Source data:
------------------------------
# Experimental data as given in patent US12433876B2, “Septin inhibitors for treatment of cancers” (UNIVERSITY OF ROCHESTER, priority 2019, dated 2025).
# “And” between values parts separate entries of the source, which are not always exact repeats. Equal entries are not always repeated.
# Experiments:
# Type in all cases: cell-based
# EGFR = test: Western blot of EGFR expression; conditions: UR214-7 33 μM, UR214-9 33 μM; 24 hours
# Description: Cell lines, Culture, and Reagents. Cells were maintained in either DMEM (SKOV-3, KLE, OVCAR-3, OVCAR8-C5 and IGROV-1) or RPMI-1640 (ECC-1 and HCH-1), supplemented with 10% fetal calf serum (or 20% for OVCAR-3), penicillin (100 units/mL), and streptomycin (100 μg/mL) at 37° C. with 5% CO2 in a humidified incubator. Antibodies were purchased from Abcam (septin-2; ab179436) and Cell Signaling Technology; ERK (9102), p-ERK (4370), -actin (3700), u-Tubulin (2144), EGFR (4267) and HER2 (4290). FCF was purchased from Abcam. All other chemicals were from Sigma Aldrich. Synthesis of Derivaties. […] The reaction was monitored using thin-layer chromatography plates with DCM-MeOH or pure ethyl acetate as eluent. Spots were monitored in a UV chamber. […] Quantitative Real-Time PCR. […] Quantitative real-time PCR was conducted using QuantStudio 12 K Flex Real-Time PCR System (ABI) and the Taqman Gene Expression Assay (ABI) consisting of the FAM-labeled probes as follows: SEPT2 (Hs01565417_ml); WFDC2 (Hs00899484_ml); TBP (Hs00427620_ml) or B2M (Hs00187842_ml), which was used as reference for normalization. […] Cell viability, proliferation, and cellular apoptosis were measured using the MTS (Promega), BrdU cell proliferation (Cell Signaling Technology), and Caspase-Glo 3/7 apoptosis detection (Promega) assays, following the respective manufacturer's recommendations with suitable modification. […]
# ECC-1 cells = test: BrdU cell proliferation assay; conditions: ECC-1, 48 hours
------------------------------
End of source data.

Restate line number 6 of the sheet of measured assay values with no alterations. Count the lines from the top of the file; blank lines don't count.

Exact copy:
# Description: Cell lines, Culture, and Reagents. Cells were maintained in either DMEM (SKOV-3, KLE, OVCAR-3, OVCAR8-C5 and IGROV-1) or RPMI-1640 (ECC-1 and HCH-1), supplemented with 10% fetal calf serum (or 20% for OVCAR-3), penicillin (100 units/mL), and streptomycin (100 μg/mL) at 37° C. with 5% CO2 in a humidified incubator. Antibodies were purchased from Abcam (septin-2; ab179436) and Cell Signaling Technology; ERK (9102), p-ERK (4370), -actin (3700), u-Tubulin (2144), EGFR (4267) and HER2 (4290). FCF was purchased from Abcam. All other chemicals were from Sigma Aldrich. Synthesis of Derivaties. […] The reaction was monitored using thin-layer chromatography plates with DCM-MeOH or pure ethyl acetate as eluent. Spots were monitored in a UV chamber. […] Quantitative Real-Time PCR. […] Quantitative real-time PCR was conducted using QuantStudio 12 K Flex Real-Time PCR System (ABI) and the Taqman Gene Expression Assay (ABI) consisting of the FAM-labeled probes as follows: SEPT2 (Hs01565417_ml); WFDC2 (Hs00899484_ml); TBP (Hs00427620_ml) or B2M (Hs00187842_ml), which was used as reference for normalization. […] Cell viability, proliferation, and cellular apoptosis were measured using the MTS (Promega), BrdU cell proliferation (Cell Signaling Technology), and Caspase-Glo 3/7 apoptosis detection (Promega) assays, following the respective manufacturer's recommendations with suitable modification. […]